2. A Holistic Approach to Growing Monthly Giving

After you’ve established your case(s) for ongoing support, develop strategies to retain more of your existing monthly donors. Make sure you’re set up for success from a technological standpoint, and have testing and optimization strategies in place to steadily acquire more monthly donors. Additionally, position your digital properties and outreach so that they are optimized to take advantage of big media moments. With all of these pieces working together in your ecosystem, you can drive strong monthly increases in revenue over time.

Why should donors give monthly?

Making an external case for monthly giving is an important piece of building a sustainer program. Outside of the benefits to your organization, you need to communicate what’s in it for the donor. Here are some benefits to giving monthly:

  • It’s convenient! Donors can “set it and forget it.”
  • By spreading out their donations, donors can more effectively help the organizations they care about because they’ll be providing reliable gifts.
  • It is also more cost effective. A small donation spread out over 12 months as opposed to one donation at a time gives donors on a budget an opportunity to financially support the causes they care about.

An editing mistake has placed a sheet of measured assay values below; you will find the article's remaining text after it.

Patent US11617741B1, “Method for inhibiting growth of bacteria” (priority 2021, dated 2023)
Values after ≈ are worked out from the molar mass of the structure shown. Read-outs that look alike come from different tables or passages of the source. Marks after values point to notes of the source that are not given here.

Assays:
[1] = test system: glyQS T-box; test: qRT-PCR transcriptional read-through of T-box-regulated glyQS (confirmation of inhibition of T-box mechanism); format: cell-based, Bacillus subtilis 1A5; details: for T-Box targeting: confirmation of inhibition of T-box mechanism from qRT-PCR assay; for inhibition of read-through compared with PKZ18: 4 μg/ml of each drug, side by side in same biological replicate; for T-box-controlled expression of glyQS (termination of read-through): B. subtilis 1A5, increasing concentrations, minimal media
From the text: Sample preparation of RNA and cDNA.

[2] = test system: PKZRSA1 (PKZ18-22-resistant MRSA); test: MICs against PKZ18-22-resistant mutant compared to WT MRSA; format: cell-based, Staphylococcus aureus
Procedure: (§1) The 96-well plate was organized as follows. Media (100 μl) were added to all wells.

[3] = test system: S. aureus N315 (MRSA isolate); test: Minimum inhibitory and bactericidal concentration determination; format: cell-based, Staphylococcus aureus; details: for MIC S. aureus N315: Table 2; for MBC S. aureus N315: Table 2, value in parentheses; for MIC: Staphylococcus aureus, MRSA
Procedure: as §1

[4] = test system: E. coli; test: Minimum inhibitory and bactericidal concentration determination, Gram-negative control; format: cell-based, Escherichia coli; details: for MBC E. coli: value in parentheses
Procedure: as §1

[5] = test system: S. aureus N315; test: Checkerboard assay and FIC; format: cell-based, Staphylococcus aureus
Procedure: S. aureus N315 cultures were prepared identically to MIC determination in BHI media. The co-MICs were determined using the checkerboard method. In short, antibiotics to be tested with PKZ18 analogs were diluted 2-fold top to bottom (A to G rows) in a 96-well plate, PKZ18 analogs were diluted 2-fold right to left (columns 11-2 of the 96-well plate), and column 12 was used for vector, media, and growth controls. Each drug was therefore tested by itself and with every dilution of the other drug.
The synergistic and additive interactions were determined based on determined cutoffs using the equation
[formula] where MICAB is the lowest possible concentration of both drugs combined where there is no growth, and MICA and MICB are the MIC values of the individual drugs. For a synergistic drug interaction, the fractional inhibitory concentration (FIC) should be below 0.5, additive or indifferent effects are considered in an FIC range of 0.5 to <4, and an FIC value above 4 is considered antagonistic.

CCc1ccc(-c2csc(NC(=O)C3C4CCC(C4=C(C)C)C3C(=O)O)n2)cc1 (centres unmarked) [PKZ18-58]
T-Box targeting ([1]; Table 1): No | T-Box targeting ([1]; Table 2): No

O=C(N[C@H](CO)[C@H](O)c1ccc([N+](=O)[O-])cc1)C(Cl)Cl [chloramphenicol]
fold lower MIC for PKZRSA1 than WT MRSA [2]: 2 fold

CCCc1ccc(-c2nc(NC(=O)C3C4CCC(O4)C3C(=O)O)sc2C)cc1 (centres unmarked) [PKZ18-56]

• Finally, donors can support more than one charity at a time because they’re spreading out their philanthropic giving.

Who should you ask?

Recent one-time donors are the best monthly donor prospects. This is why many organizations typically run their monthly donor acquisition campaigns at the start of the year, immediately following year-end giving campaigns where they’ve acquired a significant number of new one-time donors. 

Here are additional audience segments that might also make sense to ask to give monthly:

  • Previous one-time donors (currently lapsed or deeply lapsed)
  • Existing prospects already on your email file
  • New prospects who recently joined your email file – layering in a monthly giving ask to a welcome series is always a good idea!
  • Website visitors and donation form abandoners. These folks are interested in your work, but need an extra nudge to get them to give.